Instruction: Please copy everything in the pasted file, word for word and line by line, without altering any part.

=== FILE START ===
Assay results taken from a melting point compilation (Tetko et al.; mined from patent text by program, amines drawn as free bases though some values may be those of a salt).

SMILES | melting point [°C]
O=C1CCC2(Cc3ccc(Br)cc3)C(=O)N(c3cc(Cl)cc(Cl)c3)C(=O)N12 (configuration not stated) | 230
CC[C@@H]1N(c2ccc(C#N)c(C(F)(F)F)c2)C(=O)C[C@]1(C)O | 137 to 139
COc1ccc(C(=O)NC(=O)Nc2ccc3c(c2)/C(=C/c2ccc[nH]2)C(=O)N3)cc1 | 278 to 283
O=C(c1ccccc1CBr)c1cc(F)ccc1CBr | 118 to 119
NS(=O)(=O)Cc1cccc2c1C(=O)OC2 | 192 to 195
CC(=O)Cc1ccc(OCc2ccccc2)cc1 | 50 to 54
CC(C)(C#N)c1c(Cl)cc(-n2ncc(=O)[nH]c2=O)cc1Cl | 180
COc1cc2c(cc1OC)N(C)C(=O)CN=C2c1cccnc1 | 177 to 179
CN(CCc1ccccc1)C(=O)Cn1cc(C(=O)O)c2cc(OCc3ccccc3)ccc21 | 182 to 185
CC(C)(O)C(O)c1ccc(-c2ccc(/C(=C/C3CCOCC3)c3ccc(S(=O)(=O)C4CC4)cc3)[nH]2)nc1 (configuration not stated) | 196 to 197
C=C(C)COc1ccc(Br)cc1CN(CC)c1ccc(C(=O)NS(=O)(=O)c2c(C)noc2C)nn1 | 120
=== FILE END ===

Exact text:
Assay results taken from a melting point compilation (Tetko et al.; mined from patent text by program, amines drawn as free bases though some values may be those of a salt).

SMILES | melting point [°C]
O=C1CCC2(Cc3ccc(Br)cc3)C(=O)N(c3cc(Cl)cc(Cl)c3)C(=O)N12 (configuration not stated) | 230
CC[C@@H]1N(c2ccc(C#N)c(C(F)(F)F)c2)C(=O)C[C@]1(C)O | 137 to 139
COc1ccc(C(=O)NC(=O)Nc2ccc3c(c2)/C(=C/c2ccc[nH]2)C(=O)N3)cc1 | 278 to 283
O=C(c1ccccc1CBr)c1cc(F)ccc1CBr | 118 to 119
NS(=O)(=O)Cc1cccc2c1C(=O)OC2 | 192 to 195
CC(=O)Cc1ccc(OCc2ccccc2)cc1 | 50 to 54
CC(C)(C#N)c1c(Cl)cc(-n2ncc(=O)[nH]c2=O)cc1Cl | 180
COc1cc2c(cc1OC)N(C)C(=O)CN=C2c1cccnc1 | 177 to 179
CN(CCc1ccccc1)C(=O)Cn1cc(C(=O)O)c2cc(OCc3ccccc3)ccc21 | 182 to 185
CC(C)(O)C(O)c1ccc(-c2ccc(/C(=C/C3CCOCC3)c3ccc(S(=O)(=O)C4CC4)cc3)[nH]2)nc1 (configuration not stated) | 196 to 197
C=C(C)COc1ccc(Br)cc1CN(CC)c1ccc(C(=O)NS(=O)(=O)c2c(C)noc2C)nn1 | 120